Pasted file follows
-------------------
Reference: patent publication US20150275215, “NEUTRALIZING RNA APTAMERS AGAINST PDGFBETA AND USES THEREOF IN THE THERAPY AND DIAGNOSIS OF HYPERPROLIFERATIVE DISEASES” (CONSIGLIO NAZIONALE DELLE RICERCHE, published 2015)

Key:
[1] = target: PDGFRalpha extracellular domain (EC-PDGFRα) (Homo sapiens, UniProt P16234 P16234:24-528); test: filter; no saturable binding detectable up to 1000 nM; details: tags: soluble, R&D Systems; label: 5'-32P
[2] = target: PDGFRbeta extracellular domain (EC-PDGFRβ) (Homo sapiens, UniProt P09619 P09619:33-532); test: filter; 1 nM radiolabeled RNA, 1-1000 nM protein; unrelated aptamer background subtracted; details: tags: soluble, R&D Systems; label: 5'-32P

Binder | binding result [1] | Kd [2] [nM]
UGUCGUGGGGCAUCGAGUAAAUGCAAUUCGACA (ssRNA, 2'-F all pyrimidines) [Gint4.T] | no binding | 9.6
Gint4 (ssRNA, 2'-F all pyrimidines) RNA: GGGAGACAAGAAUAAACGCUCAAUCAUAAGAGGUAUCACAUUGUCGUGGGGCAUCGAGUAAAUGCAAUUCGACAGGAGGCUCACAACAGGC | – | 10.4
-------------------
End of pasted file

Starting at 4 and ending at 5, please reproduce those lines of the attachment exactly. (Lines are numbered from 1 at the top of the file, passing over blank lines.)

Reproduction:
[2] = target: PDGFRbeta extracellular domain (EC-PDGFRβ) (Homo sapiens, UniProt P09619 P09619:33-532); test: filter; 1 nM radiolabeled RNA, 1-1000 nM protein; unrelated aptamer background subtracted; details: tags: soluble, R&D Systems; label: 5'-32P

Binder | binding result [1] | Kd [2] [nM]